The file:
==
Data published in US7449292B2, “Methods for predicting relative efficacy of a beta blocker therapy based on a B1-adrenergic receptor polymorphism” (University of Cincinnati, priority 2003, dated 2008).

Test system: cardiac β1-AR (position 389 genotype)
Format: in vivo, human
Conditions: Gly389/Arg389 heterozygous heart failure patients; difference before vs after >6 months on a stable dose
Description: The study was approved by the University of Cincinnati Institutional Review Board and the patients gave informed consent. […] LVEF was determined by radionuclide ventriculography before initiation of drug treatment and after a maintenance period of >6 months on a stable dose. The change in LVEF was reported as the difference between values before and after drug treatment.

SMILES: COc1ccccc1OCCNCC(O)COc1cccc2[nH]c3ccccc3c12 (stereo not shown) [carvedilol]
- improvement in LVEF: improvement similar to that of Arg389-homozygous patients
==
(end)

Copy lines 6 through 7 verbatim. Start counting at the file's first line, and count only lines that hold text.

SMILES: COc1ccccc1OCCNCC(O)COc1cccc2[nH]c3ccccc3c12 (stereo not shown) [carvedilol]
- improvement in LVEF: improvement similar to that of Arg389-homozygous patients